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New Healthcare Clinic Opens in Springfield

Michele Skalicky

A new Mercy GoHealth Urgent Care Clinic is now open in Springfield.  This one is on the east side:  At 3233 E. Sunshine.  It’s the third in the city.

Mercy officials cut the ribbon on the new clinic Thursday and welcomed patients the day after.

Mercy wants to get patients in the right place for care, and the urgent care clinics help meet the need for those with non-life threatening illness or injury, according to Dr. Robert Cavagnol, clinic president at Mercy.  Keeping people out of the ER who don’t need to be there, he said, is better for everyone.

"It's better for the health system's a high cost area, and that slows down the through put of the patients who need that emergency treatment," said Cavagnol.  "Oftentimes patients have a higher charge in the emergency department as they would in a doctor's office or urgent care and then, you know, obviously, utilization of those resources where there's a lot of intense resources, it just consumes those resources when you don't need that."

Patients six months and older should go to urgent care clinics for things like flu, colds and sore throats; nausea, vomiting and diarrhea; minor cuts and burns; sprains, strains and fractures; and asthma and allergies.

An emergency room visit is in order for patients younger than six months or anyone with poisonings; head injuries; severe burns; severe, uncontrolled pain; chest pains; difficulty breathing; and pregnancy complications.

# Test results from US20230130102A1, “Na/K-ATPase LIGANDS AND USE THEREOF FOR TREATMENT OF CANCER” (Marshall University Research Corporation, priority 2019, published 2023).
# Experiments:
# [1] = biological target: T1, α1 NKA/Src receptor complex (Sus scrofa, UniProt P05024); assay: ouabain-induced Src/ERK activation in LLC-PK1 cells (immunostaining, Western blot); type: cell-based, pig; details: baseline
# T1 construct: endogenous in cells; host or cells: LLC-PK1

According to Cavagnol, the two other Mercy GoHealth Clinics—at 900 E. Battlefield and at 2150 W. Republic Rd.—see a total of 150 patients a day.  They’re open 8 to 8 Monday thru Friday and 9 to 6 on the weekends.

Credit Michele Skalicky
Mercy and GoHealth Officials Cut the Ribbon for the New Mercy GoHealth Clinic

Patients can check in from home online and have the option to get a text message when a health provider is ready to see them, so they don’t have to wait long hours in the waiting area. 

Sherry Buebendorf, GoHealth's market director for the Midwest, said the focus is on the patient.  The goal, according to Buebendorf, is to get patients in and out quickly.  And the clinics are small, she said, so patients and providers have more contact from start to finish.

"It's not just a little name that's on the board of the tracking system, maybe in an emergency department or an office setting.  They actually see you, so I think it develops an increased sense of urgency for our providers and for our staff, too," said Buebendorf.

Cavagnol said they're monitoring volumes at each clinic, and, as each one reaches capacity, they'll look at adding even more Mercy GoHealth Clinics in Springfield.  

Bob Kinard, GoHealth's chief operating officer, said a whole team is involved in site selection for their clinics.  They look at whether or not primary care doctors or specialists are nearby, among other things.

"We really try to look for where people live and work so they don't necessarily drive across town to go to an urgent care," Kinard said.  "We try to be part of the community that folks live, work and play in."

GoHealth works with health systems to provide urgent care.  They're currently in nine states with six different partnerships, said Kinard.

Michele Skalicky has worked at KSMU since the station occupied the old white house at National and Grand. She enjoys working on both the announcing side and in news and has been the recipient of statewide and national awards for news reporting. She likes to tell stories that make a difference. Michele enjoys outdoor activities, including hiking, camping and leisurely kayaking.